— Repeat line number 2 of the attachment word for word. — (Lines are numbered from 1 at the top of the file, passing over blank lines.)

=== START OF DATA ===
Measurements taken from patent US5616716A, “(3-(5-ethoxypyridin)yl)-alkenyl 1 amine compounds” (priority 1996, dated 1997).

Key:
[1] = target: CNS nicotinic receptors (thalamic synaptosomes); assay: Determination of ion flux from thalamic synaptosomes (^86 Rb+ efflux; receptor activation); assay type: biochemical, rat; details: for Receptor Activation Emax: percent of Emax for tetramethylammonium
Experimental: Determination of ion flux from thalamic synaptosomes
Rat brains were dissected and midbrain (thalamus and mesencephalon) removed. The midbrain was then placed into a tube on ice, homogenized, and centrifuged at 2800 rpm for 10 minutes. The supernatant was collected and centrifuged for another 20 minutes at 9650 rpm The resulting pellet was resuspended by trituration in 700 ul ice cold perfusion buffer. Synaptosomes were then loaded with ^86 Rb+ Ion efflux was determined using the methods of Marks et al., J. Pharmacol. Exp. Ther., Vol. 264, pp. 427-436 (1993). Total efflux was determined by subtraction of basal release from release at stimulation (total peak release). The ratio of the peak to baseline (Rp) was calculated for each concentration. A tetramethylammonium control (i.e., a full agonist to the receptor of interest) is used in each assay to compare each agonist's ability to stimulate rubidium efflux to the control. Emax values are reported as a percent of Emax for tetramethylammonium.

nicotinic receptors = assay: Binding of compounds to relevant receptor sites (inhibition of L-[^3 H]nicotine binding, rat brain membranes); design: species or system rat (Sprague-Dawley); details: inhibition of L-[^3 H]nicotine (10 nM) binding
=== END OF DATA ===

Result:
Key: